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The unassuming hero of Jonas Karlsson's clever, Kafkaesque parable is the opposite of a malcontent. Despite scant education, a limited social life, and no prospects for success as it is usually defined, he's that rarity, a most happy fella with an amazing ability to content himself with very little. But one day, returning to his barebones flat from his dead-end, part-time job at a video store, he finds an astronomical bill from an entity called W.R.D. He assumes it's a scam. Actually, it is more sinister-- and it forces him to take a good hard look at his life and values.

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Donald Trump picked a military town — Virginia Beach, Va. — to give a speech Monday on how he would go about overhauling the Department of Veterans Affairs if elected.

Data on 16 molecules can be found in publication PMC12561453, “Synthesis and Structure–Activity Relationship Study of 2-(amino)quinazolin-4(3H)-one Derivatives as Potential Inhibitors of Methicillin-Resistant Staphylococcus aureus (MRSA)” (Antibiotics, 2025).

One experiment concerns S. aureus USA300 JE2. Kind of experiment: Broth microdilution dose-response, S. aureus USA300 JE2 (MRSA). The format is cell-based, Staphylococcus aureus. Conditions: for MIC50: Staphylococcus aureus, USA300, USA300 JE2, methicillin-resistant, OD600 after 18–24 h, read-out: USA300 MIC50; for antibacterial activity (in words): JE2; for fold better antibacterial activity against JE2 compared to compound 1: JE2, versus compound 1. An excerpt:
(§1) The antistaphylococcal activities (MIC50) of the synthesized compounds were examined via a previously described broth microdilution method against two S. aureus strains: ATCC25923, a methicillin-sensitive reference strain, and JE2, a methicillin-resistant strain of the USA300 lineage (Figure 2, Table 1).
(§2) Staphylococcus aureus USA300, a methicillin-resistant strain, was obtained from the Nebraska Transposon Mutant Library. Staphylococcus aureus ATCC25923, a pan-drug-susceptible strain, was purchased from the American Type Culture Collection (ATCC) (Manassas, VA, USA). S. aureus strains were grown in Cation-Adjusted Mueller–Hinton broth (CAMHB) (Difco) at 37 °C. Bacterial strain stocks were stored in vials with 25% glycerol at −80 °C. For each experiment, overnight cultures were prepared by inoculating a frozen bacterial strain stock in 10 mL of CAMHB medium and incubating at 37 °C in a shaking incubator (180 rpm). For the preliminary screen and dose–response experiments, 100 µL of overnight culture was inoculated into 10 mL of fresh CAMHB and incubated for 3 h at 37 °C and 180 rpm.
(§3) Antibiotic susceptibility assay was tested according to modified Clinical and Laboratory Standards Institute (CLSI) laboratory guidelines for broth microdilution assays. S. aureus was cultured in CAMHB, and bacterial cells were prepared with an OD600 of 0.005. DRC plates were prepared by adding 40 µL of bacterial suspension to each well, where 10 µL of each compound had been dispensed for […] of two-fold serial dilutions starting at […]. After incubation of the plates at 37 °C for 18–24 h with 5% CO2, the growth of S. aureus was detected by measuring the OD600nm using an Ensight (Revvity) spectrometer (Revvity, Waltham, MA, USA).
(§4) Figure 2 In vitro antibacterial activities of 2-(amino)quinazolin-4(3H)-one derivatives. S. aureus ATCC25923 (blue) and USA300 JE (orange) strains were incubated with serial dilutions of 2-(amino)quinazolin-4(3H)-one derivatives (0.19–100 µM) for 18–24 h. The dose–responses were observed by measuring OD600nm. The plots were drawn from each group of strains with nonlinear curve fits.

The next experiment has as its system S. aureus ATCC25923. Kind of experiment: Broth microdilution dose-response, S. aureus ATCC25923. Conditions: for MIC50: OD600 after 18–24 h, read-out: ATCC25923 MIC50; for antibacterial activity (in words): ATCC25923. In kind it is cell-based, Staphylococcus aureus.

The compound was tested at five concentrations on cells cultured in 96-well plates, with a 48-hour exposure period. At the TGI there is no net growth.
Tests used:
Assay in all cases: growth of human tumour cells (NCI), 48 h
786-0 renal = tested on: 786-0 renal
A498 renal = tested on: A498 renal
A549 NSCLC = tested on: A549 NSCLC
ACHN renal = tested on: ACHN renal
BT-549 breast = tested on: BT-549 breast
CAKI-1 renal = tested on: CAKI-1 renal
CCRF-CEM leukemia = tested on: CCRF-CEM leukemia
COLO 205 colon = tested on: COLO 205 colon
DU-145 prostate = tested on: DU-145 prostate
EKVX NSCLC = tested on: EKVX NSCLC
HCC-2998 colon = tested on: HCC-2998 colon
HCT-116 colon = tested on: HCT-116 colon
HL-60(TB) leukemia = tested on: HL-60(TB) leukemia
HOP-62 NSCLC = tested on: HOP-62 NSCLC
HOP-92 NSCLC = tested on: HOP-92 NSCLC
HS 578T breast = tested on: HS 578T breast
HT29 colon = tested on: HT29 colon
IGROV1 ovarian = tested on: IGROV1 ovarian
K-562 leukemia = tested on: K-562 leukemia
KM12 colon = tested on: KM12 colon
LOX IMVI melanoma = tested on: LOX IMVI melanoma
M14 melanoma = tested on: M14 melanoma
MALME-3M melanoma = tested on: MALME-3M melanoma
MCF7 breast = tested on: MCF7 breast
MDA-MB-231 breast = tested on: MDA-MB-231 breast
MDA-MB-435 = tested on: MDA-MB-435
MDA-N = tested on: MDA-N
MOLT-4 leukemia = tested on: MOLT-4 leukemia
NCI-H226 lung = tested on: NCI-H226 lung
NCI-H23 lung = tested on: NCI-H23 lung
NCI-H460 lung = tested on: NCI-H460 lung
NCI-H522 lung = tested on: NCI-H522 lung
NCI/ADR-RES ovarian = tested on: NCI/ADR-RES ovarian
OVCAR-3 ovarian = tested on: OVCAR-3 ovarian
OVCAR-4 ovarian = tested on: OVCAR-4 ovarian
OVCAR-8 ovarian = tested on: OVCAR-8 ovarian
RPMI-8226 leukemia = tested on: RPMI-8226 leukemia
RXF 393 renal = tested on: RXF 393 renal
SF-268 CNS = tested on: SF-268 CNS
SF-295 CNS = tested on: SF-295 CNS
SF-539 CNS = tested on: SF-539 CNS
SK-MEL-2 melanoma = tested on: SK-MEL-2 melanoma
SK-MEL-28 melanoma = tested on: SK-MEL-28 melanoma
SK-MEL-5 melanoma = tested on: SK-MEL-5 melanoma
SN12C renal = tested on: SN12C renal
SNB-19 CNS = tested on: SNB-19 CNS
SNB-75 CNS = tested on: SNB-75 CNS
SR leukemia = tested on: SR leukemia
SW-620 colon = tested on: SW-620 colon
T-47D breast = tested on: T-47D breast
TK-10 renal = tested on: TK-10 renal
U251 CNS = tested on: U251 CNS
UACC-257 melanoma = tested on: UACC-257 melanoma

He blamed the Obama administration for a string of scandals at the VA during the past two years, and claimed that his rival, Hillary Clinton, has downplayed the problems and won't fix them.

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Prison Break Epitomizes Mexican Drug War Woes

Feb 21, 2012
Originally published on February 21, 2012 8:08 am

Officials in Mexico are offering a reward of nearly $1 million for the capture of 30 inmates who broke out of a prison in the northern state of Nuevo Leon on Sunday.

The governor says the inmates staged a riot, during which 44 people died, to create a diversion for their escape.

It was a jail break that epitomized the Mexican drug war: Rival gang members brutally killed each other, corrupt public officials looked the other way, and dangerous criminals went free.

Nuevo Leon Gov. Rodrigo Medina de la Cruz, in a news conference Monday, said all 30 of the inmates who escaped are members of the Zetas, and almost all the dead were members of the Gulf cartel.

The riot broke out at 2 a.m. at the Apodaca penitentiary just outside the industrial city of Monterrey.

After about two hours, federal police and Mexican soldiers finally regained control of the building.